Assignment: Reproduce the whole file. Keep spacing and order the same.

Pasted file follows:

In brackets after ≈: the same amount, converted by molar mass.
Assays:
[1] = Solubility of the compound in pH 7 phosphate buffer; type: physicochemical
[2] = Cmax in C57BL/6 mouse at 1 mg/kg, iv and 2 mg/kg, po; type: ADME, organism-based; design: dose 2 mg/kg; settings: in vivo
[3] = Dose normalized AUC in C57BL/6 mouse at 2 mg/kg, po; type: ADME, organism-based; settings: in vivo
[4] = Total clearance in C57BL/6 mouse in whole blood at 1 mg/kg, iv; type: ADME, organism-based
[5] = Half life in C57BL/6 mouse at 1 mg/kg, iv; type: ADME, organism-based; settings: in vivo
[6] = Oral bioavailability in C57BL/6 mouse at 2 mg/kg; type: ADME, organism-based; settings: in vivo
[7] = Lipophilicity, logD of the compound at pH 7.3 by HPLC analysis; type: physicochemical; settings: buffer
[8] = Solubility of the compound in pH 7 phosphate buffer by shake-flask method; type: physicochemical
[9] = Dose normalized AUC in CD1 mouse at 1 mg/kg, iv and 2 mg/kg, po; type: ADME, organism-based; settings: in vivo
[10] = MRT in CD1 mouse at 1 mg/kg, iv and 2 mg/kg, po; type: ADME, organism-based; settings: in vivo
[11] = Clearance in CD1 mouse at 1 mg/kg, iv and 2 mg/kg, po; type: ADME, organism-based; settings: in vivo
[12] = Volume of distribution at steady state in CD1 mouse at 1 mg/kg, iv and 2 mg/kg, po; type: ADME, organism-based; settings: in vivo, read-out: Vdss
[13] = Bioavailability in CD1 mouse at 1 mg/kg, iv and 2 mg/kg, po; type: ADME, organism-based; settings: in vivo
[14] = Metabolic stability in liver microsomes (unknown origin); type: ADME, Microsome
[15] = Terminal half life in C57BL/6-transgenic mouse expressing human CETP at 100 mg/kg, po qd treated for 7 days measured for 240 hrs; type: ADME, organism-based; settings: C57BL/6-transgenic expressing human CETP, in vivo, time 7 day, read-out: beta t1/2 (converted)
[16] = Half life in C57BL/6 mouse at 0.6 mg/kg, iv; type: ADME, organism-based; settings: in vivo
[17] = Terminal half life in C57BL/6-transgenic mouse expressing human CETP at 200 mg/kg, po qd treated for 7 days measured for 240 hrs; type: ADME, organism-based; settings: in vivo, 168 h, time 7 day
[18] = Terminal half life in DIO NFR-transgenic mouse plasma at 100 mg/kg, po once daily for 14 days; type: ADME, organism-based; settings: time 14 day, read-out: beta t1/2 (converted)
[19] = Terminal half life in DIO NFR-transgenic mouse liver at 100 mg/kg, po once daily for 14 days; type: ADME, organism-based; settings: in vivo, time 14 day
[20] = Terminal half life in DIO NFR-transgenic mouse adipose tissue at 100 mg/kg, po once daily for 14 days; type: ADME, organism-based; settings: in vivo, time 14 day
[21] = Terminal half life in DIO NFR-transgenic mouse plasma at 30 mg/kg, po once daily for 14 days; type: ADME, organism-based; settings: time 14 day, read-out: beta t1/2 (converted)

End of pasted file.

In brackets after ≈: the same amount, converted by molar mass.
Assays:
[1] = Solubility of the compound in pH 7 phosphate buffer; type: physicochemical
[2] = Cmax in C57BL/6 mouse at 1 mg/kg, iv and 2 mg/kg, po; type: ADME, organism-based; design: dose 2 mg/kg; settings: in vivo
[3] = Dose normalized AUC in C57BL/6 mouse at 2 mg/kg, po; type: ADME, organism-based; settings: in vivo
[4] = Total clearance in C57BL/6 mouse in whole blood at 1 mg/kg, iv; type: ADME, organism-based
[5] = Half life in C57BL/6 mouse at 1 mg/kg, iv; type: ADME, organism-based; settings: in vivo
[6] = Oral bioavailability in C57BL/6 mouse at 2 mg/kg; type: ADME, organism-based; settings: in vivo
[7] = Lipophilicity, logD of the compound at pH 7.3 by HPLC analysis; type: physicochemical; settings: buffer
[8] = Solubility of the compound in pH 7 phosphate buffer by shake-flask method; type: physicochemical
[9] = Dose normalized AUC in CD1 mouse at 1 mg/kg, iv and 2 mg/kg, po; type: ADME, organism-based; settings: in vivo
[10] = MRT in CD1 mouse at 1 mg/kg, iv and 2 mg/kg, po; type: ADME, organism-based; settings: in vivo
[11] = Clearance in CD1 mouse at 1 mg/kg, iv and 2 mg/kg, po; type: ADME, organism-based; settings: in vivo
[12] = Volume of distribution at steady state in CD1 mouse at 1 mg/kg, iv and 2 mg/kg, po; type: ADME, organism-based; settings: in vivo, read-out: Vdss
[13] = Bioavailability in CD1 mouse at 1 mg/kg, iv and 2 mg/kg, po; type: ADME, organism-based; settings: in vivo
[14] = Metabolic stability in liver microsomes (unknown origin); type: ADME, Microsome
[15] = Terminal half life in C57BL/6-transgenic mouse expressing human CETP at 100 mg/kg, po qd treated for 7 days measured for 240 hrs; type: ADME, organism-based; settings: C57BL/6-transgenic expressing human CETP, in vivo, time 7 day, read-out: beta t1/2 (converted)
[16] = Half life in C57BL/6 mouse at 0.6 mg/kg, iv; type: ADME, organism-based; settings: in vivo
[17] = Terminal half life in C57BL/6-transgenic mouse expressing human CETP at 200 mg/kg, po qd treated for 7 days measured for 240 hrs; type: ADME, organism-based; settings: in vivo, 168 h, time 7 day
[18] = Terminal half life in DIO NFR-transgenic mouse plasma at 100 mg/kg, po once daily for 14 days; type: ADME, organism-based; settings: time 14 day, read-out: beta t1/2 (converted)
[19] = Terminal half life in DIO NFR-transgenic mouse liver at 100 mg/kg, po once daily for 14 days; type: ADME, organism-based; settings: in vivo, time 14 day
[20] = Terminal half life in DIO NFR-transgenic mouse adipose tissue at 100 mg/kg, po once daily for 14 days; type: ADME, organism-based; settings: in vivo, time 14 day
[21] = Terminal half life in DIO NFR-transgenic mouse plasma at 30 mg/kg, po once daily for 14 days; type: ADME, organism-based; settings: time 14 day, read-out: beta t1/2 (converted)